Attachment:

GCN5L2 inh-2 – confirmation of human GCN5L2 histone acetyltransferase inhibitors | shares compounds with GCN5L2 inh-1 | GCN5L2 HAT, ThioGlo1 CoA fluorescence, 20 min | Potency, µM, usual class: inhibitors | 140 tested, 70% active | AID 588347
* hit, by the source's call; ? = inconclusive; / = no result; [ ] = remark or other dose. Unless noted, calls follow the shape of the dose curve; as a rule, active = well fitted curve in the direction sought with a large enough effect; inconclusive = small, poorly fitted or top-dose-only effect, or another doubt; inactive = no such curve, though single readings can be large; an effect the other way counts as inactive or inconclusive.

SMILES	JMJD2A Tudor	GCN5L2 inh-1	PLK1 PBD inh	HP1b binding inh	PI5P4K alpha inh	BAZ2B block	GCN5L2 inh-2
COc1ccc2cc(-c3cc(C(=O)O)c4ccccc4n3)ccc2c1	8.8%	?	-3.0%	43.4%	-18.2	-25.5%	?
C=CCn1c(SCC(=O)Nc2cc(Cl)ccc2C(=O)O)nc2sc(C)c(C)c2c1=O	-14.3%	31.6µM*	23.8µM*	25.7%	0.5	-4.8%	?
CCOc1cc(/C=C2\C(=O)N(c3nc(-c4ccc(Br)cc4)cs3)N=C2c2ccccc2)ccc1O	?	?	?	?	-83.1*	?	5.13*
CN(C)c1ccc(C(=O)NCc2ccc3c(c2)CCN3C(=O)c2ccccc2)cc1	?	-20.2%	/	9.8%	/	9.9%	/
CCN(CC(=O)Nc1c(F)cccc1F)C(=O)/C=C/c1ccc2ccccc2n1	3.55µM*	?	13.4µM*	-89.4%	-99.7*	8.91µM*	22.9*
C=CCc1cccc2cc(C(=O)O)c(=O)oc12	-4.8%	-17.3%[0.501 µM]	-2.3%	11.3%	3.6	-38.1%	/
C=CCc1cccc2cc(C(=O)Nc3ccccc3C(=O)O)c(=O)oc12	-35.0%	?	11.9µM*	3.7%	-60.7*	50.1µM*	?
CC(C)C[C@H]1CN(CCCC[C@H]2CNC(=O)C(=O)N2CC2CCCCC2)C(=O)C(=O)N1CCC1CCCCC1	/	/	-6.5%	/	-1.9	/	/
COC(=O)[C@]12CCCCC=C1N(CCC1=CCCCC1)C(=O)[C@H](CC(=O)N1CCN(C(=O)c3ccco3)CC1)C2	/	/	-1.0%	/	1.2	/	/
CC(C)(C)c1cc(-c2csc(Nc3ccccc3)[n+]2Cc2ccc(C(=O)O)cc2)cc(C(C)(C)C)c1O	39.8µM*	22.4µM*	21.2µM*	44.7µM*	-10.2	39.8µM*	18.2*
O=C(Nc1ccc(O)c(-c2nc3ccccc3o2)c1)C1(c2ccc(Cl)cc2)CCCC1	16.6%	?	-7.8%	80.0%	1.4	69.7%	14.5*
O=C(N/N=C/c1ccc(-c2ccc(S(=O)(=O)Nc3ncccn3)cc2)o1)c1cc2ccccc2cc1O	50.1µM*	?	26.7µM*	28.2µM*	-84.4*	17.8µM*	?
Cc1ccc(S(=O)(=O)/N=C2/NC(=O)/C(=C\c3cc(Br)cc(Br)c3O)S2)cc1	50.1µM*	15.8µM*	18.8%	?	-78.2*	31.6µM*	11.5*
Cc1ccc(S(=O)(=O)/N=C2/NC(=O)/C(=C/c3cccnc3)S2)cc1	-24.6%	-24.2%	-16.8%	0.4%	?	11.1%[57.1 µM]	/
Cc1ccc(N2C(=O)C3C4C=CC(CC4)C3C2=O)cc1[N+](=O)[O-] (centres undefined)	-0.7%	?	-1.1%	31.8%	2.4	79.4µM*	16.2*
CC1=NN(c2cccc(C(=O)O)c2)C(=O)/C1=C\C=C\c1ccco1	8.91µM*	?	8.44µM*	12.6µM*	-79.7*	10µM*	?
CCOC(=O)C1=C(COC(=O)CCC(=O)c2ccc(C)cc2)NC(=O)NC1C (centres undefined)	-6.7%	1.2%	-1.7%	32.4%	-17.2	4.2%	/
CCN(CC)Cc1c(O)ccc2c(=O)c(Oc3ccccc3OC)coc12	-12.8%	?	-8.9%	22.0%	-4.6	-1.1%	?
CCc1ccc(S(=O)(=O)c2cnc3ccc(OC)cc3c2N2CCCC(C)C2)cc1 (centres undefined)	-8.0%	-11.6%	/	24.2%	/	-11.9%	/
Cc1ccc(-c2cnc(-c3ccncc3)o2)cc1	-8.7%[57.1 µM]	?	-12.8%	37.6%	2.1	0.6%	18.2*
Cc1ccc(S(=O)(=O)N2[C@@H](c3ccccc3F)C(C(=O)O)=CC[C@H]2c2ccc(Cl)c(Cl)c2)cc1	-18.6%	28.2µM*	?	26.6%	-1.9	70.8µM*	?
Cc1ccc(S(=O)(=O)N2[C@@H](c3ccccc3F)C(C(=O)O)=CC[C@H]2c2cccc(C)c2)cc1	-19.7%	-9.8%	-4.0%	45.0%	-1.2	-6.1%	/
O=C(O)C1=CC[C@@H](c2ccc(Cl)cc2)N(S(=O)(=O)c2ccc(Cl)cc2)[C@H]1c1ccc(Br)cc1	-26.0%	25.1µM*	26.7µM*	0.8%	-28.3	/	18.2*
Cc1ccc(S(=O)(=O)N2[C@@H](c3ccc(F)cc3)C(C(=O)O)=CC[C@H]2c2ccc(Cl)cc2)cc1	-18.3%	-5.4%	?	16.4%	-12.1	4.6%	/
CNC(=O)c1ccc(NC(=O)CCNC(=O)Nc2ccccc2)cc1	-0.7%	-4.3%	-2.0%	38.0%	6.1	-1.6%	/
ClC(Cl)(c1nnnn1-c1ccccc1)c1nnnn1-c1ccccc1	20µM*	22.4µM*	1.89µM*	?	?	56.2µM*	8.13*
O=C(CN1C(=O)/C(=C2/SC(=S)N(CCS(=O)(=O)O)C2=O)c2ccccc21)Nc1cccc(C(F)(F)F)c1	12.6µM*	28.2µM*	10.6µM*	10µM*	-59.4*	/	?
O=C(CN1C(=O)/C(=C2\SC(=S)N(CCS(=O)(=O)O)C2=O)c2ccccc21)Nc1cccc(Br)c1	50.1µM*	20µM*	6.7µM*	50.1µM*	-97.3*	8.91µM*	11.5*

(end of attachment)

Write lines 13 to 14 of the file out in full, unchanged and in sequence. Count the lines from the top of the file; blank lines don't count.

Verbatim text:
CC(C)(C)c1cc(-c2csc(Nc3ccccc3)[n+]2Cc2ccc(C(=O)O)cc2)cc(C(C)(C)C)c1O	39.8µM*	22.4µM*	21.2µM*	44.7µM*	-10.2	39.8µM*	18.2*
O=C(Nc1ccc(O)c(-c2nc3ccccc3o2)c1)C1(c2ccc(Cl)cc2)CCCC1	16.6%	?	-7.8%	80.0%	1.4	69.7%	14.5*